What we say sticks with our children, for better and for worse. As a mother, you have the greatest potential to empower your daughter. Who better to teach her to be fearless and confident? As your girl grows up she will have many role models in her life. But the one she will look to first will be you.
Your daughter needs constant reminders of your care and affection. Studies show that during those critical years before she leaves home, a girl's self-esteem falls 3.5 times more than her male counterparts. As her greatest confidant, how you talk to your daughter will in great part determine how her self-esteem evolves.
As you raise your daughter, be careful of throwing out these five phrases that will hurt her self-esteem rather than help it.
"Let the boys get that."
Sure, many moves from one house to another have been saved by men with great upper-body strength but that doesn't mean your little girl has anything less to offer.
If your daughter tries to assist with a project but is told that she shouldn't, this may diminish her drive or creative capability. Instead of feeling empowered, she may feel weak. Let her discover for herself what is and is not within her power. The extent of her abilities may surprise you.
Not only that, but teaching your daughter that her effort is valuable in any situation also can inspire her to develop a charitable attitude.
"If you were a little skinnier ..."
Were there a handbook for mothers (can you imagine how convenient that would be?), one of the cardinal rules would be to never tell your daughter she needs to lose weight. Helping her to be fit or to eat healthy are worthy pursuits, but telling her to be skinnier can ruin her self-image.
One study found that parents who, even with good intentions, comment to their child about losing weight "may inadvertently reinforce negative stereotypes about weight that children internalize." According to the study, these children are more likely to develop unhealthy eating disorders throughout their lives. The world will tell your daughter repeatedly that she needs to be thinner; you don't need to as well.
Be there for your daughter by praising her for who she is. Create a home that promotes healthy living, and work together to lose weight if obesity does become an issue.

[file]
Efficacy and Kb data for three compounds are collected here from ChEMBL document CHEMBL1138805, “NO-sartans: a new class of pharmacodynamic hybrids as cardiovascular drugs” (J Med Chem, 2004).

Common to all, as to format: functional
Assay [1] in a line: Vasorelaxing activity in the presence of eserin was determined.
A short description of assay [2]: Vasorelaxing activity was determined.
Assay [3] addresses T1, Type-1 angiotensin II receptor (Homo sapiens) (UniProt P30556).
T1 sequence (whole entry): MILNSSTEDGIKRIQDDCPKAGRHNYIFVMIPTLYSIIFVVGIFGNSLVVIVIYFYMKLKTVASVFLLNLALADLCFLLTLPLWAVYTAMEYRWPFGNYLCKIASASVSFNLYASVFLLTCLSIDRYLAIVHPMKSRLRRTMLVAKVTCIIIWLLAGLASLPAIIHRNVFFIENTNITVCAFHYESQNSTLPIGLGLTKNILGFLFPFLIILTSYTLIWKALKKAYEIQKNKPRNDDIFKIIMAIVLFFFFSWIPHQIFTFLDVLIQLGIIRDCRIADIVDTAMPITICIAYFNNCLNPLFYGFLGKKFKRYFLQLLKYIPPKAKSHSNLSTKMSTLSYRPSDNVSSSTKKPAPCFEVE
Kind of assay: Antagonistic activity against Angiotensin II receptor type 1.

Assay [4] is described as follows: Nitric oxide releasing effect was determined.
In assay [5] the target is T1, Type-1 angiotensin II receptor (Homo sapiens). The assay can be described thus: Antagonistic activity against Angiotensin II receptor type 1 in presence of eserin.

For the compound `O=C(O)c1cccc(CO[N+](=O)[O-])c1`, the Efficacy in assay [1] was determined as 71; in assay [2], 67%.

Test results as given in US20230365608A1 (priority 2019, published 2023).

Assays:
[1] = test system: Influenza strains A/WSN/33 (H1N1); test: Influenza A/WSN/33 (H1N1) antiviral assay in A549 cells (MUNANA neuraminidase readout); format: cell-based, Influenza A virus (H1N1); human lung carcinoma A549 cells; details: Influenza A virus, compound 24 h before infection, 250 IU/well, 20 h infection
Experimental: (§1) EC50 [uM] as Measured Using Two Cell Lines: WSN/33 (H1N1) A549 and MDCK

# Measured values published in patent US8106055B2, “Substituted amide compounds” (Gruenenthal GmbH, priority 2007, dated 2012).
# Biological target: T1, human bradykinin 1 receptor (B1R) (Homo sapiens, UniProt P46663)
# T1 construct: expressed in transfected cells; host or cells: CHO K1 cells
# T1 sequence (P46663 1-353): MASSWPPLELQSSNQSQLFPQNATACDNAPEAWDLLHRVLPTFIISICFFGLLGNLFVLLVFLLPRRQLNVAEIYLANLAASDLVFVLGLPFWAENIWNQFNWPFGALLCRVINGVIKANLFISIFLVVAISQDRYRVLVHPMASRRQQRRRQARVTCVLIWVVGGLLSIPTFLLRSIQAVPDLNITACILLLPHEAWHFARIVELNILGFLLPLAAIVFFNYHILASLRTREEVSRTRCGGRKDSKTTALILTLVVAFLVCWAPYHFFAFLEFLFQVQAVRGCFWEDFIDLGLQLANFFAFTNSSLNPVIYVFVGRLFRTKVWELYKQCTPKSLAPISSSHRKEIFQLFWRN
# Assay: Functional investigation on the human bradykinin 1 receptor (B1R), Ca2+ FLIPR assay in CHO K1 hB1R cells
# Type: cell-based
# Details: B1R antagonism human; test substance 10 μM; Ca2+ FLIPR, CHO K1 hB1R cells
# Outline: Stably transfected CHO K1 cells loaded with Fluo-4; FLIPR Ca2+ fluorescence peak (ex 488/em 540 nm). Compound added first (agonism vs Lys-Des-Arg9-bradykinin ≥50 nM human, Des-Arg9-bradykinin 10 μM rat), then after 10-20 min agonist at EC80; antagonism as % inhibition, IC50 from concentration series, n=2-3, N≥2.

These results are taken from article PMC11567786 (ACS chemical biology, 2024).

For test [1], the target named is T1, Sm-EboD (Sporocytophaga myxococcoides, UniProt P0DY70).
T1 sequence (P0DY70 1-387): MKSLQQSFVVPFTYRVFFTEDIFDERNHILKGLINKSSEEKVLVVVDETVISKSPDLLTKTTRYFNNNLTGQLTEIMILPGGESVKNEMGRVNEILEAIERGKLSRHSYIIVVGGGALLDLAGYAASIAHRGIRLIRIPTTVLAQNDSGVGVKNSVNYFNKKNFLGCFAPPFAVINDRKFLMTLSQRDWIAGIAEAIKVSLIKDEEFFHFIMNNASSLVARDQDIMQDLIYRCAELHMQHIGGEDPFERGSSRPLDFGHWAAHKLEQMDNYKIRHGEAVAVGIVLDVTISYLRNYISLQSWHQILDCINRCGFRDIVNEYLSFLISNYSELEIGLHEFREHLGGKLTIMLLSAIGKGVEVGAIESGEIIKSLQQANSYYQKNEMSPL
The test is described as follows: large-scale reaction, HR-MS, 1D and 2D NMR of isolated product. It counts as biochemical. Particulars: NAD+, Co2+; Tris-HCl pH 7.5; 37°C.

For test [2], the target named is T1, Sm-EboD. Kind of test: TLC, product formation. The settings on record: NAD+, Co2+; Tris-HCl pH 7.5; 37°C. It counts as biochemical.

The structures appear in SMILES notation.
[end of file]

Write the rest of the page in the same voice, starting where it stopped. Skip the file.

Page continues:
"Is he cute?"
We know affection is based on more than just looks. So, why are we so quick to ask our daughters about how cute the guy they are crushing on is? They may choose to only like a guy if he is cute in anticipation of this question. Girls are also more likely to place more value on their own looks if this is the case.
Teach your daughter instead that she is more than just a pretty face by not overvaluing the looks of others. Furthermore, praise her for her intellect, for her creativity, for her strength. Let her know that her worth is measured by more than her skill with makeup or her wardrobe.
"If you were more like ..."
Comparison is a struggle many women deal with daily. Don't teach your daughter to do it by comparing her to siblings or other children her age. Let her find her individuality and commend her for the talents only she has. You daughter needs to know how good she is, and she needs to hear it from you.
You know perfectly well that sometimes you are not fine, and neither is your daughter. When your daughter is upset, ask her why she is feeling that way before assuming she is overreacting; validate her feelings. Don't turn down affection when she needs just that. Talk to your daughter openly and without harsh judgment. Sometimes she doesn't need your advice; she just needs you.
Be there for your daughter when she needs a friend or someone to hold her while she cries. If she feels valued by you, she can develop her own self-worth.
Vote for women you feel best embody female empowerment with the Women's Choice Awards. Who do you think best teaches girls to embrace their inner strength and beauty and be forces for good? Vote now and let your voice be heard.